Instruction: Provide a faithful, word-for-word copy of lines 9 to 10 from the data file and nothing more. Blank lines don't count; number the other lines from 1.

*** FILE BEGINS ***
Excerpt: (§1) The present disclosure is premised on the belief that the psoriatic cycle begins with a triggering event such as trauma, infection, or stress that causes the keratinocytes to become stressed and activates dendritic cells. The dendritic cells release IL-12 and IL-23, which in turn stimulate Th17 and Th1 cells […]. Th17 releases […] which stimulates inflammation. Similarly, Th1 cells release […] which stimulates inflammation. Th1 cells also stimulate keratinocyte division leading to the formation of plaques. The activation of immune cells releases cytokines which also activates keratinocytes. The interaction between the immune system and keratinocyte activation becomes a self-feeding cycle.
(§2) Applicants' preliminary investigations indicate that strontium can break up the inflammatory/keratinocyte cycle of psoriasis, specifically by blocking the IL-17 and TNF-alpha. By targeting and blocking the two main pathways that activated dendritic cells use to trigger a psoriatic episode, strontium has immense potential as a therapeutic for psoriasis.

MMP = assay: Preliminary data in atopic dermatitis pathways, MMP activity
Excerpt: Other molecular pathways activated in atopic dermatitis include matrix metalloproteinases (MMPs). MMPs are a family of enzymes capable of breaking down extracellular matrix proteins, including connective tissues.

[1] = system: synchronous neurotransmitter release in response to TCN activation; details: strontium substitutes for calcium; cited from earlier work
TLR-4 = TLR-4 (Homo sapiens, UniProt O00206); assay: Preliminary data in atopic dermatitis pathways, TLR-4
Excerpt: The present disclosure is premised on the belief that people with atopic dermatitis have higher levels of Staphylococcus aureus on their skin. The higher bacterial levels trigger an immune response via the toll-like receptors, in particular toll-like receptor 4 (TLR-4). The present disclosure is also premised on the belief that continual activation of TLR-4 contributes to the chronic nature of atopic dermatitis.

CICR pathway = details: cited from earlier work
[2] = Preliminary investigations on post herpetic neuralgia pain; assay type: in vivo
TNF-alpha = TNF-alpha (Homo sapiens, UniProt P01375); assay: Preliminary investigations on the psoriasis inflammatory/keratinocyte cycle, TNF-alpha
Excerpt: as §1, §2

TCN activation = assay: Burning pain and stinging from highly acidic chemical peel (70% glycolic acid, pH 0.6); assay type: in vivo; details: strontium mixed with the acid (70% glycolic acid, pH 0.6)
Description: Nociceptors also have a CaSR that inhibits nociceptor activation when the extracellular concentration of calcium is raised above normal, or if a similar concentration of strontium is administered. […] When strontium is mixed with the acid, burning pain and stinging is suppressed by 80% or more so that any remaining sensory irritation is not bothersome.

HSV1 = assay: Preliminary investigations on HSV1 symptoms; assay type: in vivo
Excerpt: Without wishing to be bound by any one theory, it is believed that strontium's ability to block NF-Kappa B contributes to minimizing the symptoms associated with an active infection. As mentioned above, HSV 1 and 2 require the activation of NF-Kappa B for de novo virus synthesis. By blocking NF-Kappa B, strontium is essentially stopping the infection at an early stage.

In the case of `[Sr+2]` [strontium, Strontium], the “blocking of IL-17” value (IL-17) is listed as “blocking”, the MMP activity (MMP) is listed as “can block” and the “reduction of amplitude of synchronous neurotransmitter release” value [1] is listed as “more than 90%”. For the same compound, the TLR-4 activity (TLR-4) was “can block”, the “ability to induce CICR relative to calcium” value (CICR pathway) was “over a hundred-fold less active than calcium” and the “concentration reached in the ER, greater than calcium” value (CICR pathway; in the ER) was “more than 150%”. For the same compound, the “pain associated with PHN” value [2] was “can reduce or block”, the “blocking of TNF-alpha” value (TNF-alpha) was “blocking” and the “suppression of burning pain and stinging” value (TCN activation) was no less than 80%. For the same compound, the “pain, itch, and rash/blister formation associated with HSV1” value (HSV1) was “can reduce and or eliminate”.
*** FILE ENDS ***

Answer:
[2] = Preliminary investigations on post herpetic neuralgia pain; assay type: in vivo
TNF-alpha = TNF-alpha (Homo sapiens, UniProt P01375); assay: Preliminary investigations on the psoriasis inflammatory/keratinocyte cycle, TNF-alpha